Saturday, May 9, 2009

GHOSTS & THE GRAVELY ILL


When people are on their death beds they tend to experience ghosts. Most of these experiences are dismissed by others as delusions.

Maybe. Maybe not.

One of the most touching aspects of the nature of dogs and cats is their readiness to provide comfort to, and keep company with, the ill.

And the dying....

And, let's admit it, the recently deceased. Cats and dogs interact with the dead for months and even years after the bodies have been interred. Examples abound.

This is true among their own species and, clearly, among those of other species a dog or a cat may have adopted as family. You, for instance.

It is common for me to hear of a family pet, either dog or cat, continuing to interact with a family member who has passed away. In households who have more than one pet, this is also true when one of their four-legged life companions experience death. I could list dozens of examples I have heard from people who were party to such ghost sensitivity from their family's animals.

I have used examples I have heard as detail and background for stories in both Ghost Dogs of the South and Ghost Cats of the South.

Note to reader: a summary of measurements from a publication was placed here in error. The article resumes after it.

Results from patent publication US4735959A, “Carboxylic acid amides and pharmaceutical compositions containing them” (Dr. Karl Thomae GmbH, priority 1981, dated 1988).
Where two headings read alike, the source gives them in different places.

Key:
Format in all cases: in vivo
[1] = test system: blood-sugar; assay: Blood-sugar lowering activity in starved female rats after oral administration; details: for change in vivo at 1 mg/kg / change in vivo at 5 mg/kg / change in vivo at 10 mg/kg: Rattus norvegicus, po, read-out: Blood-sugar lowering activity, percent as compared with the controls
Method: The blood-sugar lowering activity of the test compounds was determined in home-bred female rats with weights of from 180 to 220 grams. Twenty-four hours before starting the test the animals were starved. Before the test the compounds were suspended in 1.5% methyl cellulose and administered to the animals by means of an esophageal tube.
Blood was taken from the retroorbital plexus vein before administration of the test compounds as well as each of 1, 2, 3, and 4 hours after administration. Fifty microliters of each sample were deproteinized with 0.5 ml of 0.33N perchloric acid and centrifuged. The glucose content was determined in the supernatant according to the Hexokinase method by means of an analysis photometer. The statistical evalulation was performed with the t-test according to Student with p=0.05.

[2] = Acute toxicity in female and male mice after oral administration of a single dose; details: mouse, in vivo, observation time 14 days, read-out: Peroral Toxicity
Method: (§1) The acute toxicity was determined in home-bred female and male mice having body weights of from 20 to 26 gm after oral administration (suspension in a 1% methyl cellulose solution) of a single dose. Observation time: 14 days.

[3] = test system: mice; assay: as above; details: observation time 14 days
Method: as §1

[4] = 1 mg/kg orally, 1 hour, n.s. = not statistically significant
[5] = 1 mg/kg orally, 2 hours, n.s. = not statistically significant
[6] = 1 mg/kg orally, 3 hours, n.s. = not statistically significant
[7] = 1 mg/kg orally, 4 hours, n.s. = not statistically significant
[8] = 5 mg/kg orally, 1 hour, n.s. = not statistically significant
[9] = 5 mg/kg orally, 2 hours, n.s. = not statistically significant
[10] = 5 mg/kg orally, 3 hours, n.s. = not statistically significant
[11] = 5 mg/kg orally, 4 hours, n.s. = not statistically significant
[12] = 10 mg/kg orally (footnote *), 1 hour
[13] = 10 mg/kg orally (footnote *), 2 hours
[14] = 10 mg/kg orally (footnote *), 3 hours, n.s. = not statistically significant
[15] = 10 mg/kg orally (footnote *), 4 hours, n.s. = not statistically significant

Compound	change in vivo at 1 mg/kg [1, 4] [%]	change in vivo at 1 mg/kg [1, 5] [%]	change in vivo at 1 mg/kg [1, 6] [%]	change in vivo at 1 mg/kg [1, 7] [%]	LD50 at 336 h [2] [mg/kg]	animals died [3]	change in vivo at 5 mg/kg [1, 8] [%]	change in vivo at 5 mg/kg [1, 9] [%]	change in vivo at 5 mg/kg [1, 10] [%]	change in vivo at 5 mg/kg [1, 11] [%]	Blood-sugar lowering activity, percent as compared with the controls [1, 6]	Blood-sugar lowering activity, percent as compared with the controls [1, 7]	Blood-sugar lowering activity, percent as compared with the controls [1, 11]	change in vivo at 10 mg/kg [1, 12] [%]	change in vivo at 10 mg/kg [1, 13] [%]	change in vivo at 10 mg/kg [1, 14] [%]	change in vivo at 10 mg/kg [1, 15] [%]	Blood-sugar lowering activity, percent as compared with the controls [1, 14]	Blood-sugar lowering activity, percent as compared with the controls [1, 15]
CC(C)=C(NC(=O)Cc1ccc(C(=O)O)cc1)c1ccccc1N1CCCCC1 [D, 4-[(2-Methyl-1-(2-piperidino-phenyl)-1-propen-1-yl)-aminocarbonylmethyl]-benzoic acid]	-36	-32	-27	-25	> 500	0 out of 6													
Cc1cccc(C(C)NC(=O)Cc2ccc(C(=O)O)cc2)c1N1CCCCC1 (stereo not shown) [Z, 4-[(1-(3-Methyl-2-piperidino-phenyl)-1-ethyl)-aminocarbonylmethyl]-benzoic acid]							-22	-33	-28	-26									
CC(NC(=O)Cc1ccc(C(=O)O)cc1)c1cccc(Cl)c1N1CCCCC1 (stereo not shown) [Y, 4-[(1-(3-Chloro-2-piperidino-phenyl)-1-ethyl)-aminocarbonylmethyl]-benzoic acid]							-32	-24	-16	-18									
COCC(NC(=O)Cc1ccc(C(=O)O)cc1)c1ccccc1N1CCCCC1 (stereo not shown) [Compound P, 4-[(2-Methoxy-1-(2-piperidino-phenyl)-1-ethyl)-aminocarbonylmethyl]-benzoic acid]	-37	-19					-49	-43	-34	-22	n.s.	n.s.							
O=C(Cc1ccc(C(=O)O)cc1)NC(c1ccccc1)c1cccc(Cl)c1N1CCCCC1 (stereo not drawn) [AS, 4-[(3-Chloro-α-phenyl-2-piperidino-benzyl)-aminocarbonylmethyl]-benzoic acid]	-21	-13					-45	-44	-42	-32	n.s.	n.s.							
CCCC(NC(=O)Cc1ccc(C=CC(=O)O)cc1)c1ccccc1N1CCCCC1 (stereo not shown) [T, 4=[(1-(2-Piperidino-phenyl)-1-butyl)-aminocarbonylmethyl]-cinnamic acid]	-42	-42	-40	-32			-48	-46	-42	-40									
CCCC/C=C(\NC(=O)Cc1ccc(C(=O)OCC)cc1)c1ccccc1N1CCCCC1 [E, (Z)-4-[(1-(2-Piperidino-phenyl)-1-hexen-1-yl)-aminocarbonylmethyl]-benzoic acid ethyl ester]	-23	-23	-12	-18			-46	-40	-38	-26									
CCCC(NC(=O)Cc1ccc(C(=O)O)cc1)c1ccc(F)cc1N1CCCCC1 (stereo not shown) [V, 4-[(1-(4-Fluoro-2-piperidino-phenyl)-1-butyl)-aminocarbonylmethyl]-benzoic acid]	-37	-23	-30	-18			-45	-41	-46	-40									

There is another death-bed sort of a ghost I have heard from people who have experienced it. It is a ghost I call The Unknown Comforter. I'll provide a recent true life example in my next blog post.

4 comments:

FARfetched said...

I suppose you had in mind the cat at that nursing home, where they call the families when they see the cat is hanging out with a particular resident?

That's the thing about cats: they pretend you don't care, but they're there for you when you really need comfort.

GhostFolk.com said...

No kidding, Farf! I've heard countless stories of the "adopted" stray who, while present, has almost no interaction with the people and other animls in a new home... Until someone turns up sick.

Then the kitty is suddenly a constant companion of body-contact purring and up-close vigilance. The feel of a purring cat is documented to lower blood pressure, btw. Others have suggested the modulated frequency of a cat's purr hurries broken bones to mend.

Astrology said...

Did you ever write the post on the Unknown Comforter? I'm looking for it.

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